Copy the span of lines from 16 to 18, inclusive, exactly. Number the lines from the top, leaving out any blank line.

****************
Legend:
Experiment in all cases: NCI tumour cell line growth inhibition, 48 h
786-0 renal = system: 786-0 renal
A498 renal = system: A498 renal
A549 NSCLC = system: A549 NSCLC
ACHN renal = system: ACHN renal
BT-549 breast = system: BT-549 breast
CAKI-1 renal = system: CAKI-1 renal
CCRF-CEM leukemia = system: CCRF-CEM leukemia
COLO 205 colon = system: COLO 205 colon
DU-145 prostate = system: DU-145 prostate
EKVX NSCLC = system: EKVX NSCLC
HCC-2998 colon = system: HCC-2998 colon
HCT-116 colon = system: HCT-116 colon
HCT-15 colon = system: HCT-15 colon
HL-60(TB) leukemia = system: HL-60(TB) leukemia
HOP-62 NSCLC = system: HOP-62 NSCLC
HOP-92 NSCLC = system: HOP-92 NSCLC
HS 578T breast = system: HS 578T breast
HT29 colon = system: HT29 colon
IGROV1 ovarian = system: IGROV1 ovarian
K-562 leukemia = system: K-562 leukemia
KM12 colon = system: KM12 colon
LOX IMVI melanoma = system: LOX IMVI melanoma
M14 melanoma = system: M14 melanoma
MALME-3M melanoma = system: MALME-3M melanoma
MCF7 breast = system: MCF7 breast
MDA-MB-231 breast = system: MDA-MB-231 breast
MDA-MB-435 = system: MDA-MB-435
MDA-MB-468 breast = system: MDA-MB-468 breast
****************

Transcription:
HL-60(TB) leukemia = system: HL-60(TB) leukemia
HOP-62 NSCLC = system: HOP-62 NSCLC
HOP-92 NSCLC = system: HOP-92 NSCLC